The Foundations of Islamic Banking
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The Foundations of Islamic Banking

Theory, Practice and Education

Edited by Mohamed Ariff and Munawar Iqbal

After barely half a century of experience, Islamic banking has become established as a niche industry across the world, offering new and sophisticated financial products designed to be compliant with Islamic legal principles and common law. This comprehensive book explores the theory, principles and practices underpinning this rapidly expanding sector of banking.
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Chapter 3: Ethical Principles in Islamic Business and Banking Transactions

Mervyn K. Lewis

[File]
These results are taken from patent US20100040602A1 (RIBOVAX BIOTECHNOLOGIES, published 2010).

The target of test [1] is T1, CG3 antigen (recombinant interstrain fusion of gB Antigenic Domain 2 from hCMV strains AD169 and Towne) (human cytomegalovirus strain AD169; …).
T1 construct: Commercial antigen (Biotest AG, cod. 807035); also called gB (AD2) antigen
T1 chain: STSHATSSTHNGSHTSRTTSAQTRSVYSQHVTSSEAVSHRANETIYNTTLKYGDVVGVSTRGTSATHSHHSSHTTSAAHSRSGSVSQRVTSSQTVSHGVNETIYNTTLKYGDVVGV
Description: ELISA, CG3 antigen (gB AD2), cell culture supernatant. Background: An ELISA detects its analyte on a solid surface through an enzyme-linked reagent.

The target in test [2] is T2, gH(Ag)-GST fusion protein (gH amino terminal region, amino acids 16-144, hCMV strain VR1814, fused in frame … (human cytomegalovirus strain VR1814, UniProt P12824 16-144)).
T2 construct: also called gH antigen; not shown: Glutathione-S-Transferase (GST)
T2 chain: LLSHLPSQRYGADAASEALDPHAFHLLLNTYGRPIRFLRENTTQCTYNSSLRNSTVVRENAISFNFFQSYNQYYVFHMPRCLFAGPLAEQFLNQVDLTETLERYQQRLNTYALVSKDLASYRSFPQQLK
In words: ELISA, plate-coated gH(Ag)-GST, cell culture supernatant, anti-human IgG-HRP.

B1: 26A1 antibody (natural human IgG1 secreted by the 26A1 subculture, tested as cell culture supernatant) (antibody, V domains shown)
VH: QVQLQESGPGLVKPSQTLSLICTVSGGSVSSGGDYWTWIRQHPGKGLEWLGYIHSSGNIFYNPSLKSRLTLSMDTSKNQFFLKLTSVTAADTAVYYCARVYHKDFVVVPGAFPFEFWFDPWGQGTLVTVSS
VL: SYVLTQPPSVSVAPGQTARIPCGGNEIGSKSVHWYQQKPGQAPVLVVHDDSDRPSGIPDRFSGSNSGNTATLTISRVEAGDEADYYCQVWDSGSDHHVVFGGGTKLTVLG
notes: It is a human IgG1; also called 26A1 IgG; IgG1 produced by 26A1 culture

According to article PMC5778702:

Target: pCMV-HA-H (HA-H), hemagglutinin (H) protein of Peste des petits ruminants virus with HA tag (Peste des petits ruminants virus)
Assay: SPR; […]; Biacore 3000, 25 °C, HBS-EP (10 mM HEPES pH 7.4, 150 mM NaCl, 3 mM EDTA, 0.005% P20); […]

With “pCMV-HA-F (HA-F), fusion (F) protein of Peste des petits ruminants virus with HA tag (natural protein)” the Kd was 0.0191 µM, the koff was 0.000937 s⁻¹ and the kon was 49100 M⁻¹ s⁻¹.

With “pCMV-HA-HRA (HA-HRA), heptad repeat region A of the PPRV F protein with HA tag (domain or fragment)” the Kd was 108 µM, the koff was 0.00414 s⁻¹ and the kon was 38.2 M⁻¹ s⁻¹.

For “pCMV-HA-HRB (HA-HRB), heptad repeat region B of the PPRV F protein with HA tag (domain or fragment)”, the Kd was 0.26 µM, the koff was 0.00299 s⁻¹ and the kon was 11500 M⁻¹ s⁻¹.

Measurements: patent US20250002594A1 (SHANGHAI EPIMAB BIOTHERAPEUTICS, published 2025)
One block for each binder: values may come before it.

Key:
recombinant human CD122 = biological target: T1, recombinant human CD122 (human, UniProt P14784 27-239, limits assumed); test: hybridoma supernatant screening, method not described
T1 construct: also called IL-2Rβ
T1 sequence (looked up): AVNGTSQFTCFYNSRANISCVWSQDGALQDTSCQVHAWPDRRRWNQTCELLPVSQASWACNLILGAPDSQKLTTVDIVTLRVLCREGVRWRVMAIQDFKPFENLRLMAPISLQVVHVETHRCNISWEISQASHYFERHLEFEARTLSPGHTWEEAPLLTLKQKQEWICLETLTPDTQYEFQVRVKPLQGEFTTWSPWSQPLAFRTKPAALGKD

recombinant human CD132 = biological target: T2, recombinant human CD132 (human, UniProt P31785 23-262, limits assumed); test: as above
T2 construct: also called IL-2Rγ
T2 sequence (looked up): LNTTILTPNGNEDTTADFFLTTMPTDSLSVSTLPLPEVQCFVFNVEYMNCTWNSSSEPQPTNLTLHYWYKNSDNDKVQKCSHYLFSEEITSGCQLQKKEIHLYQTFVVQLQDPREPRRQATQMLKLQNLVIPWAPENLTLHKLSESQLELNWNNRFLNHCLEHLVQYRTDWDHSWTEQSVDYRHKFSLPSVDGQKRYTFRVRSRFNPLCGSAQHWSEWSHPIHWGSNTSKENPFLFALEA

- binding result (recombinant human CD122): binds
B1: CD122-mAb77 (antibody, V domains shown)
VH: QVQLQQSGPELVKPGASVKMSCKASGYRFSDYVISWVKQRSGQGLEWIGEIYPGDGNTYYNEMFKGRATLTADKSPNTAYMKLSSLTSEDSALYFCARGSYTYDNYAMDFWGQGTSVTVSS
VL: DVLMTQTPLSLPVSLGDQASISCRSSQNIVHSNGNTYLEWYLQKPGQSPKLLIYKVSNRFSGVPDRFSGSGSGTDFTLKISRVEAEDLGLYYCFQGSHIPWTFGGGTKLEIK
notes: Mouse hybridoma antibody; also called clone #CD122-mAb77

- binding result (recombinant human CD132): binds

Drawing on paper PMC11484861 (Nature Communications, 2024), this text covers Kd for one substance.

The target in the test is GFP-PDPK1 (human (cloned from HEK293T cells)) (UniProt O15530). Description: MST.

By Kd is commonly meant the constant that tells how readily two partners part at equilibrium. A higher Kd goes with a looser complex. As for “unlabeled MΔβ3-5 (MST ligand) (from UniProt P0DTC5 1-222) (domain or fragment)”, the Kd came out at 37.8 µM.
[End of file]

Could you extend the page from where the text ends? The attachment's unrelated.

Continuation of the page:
Mervyn K. Lewis 1.0 ISLAM AND JUSTICE Islam means the ‘tranquillity’ and inner ‘peace’ (salam) that can be attained by submitting, surrendering, or giving oneself up to the Will of God as manifest in the revealed law. This word comes from the inquiry that lies at the core of the whole edifice of Islam: what kind of life ought one to live to attain bliss in the here and the hereafter (1:1–6; 7:96)?1 The answer lies in reflecting on the purpose of life, i.e. why are we here? The revelation, the Holy Qur’an, the sacred book of Muslims, responds to such questions by taking the position that everything in the universe is part of a meticulous plan being executed by the First Cause – Allah – the Arabic word for God. Allah is One, Incomparable, Sovereign, Eternal, Omniscient and Omnipotent. His Will reigns supreme in the universe. He is the Creator of all, each with sustenance and purpose (11:6). He has created humankind not in vain but to serve as His viceroy on the earth (6:165; 35:39; 57:7). In this capacity, people are required to act as agents and trustees of God in managing the resources of the earth such that all benefit equitably and the original balance in creation is maintained (55:7–9). To this end, trustees are bound by a covenant with God (7:172; 20:115), given limited free will (34:9; 35:15–16; 47:38), monitored on a...

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